Clearly IT workers are really having to prove themselves and working longer hours than they did this time last year, but it’s positive to see that pay levels have increased in line with this.
(PRWEB UK) 24 May 2012
It seems that the UK’s IT community is working harder than ever. The IT Job Board, the UK’s biggest specialist IT jobs site , has undertaken its annual candidate survey, and results show just over one third (34 per cent) of the sector’s workers are spending longer hours at work – compared to this time last year. More than half (54 per cent) are working the same hours and the remaining 12 per cent have reduced their time at work.
A similar number of candidates, (37 per cent) are now earning more than they did last year, with just under half (49 per cent) on the same pay levels, and 12 per cent earning less.
Commenting on these findings, Alexandra Farrell, managing director of The IT Job Board, said: “Clearly IT workers are really having to prove themselves and working longer hours than they did this time last year, but it’s positive to see that pay levels have increased in line with this.”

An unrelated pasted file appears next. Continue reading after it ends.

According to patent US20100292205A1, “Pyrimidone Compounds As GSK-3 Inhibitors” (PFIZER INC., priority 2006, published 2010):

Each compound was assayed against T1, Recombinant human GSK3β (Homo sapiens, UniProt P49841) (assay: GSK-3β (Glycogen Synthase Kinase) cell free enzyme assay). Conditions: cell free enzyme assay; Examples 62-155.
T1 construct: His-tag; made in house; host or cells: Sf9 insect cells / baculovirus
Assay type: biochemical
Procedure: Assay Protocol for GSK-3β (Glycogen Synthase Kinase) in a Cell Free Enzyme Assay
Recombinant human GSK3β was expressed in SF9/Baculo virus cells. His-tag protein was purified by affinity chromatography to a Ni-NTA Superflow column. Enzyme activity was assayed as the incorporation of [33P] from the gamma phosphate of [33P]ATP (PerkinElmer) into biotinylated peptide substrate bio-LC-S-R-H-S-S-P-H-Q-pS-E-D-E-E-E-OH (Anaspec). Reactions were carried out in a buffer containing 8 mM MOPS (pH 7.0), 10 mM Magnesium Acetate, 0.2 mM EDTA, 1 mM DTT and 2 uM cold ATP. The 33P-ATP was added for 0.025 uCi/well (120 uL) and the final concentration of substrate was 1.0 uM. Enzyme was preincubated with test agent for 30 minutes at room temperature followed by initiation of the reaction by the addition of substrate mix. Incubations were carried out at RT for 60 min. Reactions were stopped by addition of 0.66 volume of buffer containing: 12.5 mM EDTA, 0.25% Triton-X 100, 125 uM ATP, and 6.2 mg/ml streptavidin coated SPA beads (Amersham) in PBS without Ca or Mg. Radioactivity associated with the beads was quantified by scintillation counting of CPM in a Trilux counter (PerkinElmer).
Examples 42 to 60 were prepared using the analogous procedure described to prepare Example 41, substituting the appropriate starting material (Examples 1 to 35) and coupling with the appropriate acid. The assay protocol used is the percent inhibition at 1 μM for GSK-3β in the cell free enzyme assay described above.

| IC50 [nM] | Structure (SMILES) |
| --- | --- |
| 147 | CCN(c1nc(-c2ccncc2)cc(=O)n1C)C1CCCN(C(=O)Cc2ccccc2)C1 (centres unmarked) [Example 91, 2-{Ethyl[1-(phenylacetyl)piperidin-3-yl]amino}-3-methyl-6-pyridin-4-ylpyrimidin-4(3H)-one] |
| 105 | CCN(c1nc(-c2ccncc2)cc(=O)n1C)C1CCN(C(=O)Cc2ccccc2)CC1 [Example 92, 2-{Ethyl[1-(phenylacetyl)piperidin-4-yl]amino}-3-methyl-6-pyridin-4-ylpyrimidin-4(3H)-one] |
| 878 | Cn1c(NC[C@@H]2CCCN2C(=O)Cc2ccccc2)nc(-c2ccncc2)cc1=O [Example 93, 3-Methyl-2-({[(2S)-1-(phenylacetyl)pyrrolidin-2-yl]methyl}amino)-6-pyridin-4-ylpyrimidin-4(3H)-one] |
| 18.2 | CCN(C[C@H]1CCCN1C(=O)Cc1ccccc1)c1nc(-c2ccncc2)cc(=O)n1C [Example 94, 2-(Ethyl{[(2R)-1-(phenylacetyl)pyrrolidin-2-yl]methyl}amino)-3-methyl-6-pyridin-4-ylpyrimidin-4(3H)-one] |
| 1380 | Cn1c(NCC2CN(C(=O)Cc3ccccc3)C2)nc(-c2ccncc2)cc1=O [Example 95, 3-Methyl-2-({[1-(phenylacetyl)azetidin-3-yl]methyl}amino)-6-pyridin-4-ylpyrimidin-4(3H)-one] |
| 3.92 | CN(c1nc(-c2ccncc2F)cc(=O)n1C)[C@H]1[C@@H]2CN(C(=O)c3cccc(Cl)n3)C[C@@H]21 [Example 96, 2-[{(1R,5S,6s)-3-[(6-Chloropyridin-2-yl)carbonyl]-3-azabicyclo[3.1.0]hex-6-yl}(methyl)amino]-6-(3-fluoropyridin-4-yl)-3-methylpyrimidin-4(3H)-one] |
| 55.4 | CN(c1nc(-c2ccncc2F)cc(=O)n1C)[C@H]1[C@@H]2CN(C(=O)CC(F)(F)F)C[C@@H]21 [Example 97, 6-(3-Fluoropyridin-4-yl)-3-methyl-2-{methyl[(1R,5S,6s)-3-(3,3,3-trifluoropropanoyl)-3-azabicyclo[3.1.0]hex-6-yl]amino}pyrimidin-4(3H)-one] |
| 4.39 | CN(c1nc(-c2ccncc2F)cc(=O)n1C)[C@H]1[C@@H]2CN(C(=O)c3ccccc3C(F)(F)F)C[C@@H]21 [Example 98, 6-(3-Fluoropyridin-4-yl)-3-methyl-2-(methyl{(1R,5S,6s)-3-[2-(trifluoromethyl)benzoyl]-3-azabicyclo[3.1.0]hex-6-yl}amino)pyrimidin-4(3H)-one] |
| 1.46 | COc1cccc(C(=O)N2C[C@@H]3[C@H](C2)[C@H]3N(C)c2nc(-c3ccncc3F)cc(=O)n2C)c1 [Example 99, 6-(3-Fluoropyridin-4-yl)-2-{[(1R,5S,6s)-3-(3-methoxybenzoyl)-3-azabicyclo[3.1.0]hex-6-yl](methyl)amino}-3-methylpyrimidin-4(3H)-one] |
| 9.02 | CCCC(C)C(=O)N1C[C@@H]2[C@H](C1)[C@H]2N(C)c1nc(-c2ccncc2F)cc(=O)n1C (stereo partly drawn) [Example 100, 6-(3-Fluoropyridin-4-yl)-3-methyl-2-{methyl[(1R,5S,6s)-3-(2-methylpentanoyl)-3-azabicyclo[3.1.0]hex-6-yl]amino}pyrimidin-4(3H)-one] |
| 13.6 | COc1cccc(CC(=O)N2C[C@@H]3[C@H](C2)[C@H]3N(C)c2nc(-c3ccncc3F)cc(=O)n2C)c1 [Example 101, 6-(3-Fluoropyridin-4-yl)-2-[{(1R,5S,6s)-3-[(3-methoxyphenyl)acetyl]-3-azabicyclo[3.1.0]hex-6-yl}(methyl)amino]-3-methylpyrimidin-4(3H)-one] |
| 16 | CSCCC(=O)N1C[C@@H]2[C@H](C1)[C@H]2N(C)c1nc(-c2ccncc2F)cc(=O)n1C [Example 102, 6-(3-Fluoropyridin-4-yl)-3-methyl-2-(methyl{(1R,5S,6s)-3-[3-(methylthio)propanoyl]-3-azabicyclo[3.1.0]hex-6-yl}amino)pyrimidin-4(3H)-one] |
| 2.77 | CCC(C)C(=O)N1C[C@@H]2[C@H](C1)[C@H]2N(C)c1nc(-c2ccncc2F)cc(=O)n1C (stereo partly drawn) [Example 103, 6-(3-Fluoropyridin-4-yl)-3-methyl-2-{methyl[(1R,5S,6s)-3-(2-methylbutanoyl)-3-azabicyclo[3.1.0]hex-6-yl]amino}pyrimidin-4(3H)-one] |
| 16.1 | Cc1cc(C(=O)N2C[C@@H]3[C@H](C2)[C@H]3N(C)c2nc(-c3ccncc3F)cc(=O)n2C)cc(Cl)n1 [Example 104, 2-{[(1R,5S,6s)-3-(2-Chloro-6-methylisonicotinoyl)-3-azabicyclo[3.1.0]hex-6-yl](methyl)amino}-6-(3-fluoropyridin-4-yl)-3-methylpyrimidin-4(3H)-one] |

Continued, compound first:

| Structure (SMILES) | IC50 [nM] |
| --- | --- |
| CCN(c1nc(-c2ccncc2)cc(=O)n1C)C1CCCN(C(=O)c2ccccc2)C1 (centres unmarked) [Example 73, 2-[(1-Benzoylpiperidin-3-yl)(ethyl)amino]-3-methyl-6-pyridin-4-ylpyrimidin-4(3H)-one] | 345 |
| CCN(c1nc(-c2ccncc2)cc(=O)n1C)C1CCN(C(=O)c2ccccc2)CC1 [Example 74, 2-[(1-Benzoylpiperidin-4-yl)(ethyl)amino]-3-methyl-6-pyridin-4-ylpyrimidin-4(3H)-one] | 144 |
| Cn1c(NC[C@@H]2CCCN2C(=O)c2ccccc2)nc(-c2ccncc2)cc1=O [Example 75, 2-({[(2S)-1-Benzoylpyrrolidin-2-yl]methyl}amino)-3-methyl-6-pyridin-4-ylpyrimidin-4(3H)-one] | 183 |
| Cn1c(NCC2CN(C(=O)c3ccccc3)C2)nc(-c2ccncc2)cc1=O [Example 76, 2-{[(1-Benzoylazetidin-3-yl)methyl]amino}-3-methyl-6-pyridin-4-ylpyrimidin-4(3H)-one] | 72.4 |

A massive 95 per cent of those surveyed are looking for full or part-time permanent work. Alexandra Farrell added: “IT pros obviously favour the stability of permanent work, despite the higher pay levels for contractors. I’d argue this is a sign of the times and our current economic climate.”
Other survey findings included:
- More than half (52 per cent) are happy to settle for roles paying between £15,000-£45,000.
- Permanent IT staff (58 per cent of those surveyed) are on a annual average salary of £40,000.
- Staff in contract jobs pay equates to an average upwards of £79.3k per annum – nearly double that of the average permanent full-time worker.
- When we asked IT workers if they would look overseas for work, 54 per cent responded with possibly or definitely. This compares with a figure of 67 per cent in 2011 .
Alexandra Farrell added: “It seems there is an increased confidence in the UK IT job market, which is positive to see and offers real opportunities for the sector’s workers. Of course, another possible factor is a lack of confidence in Europe’s economic prospects, which has discouraged candidates from taking the risk of moving overseas.”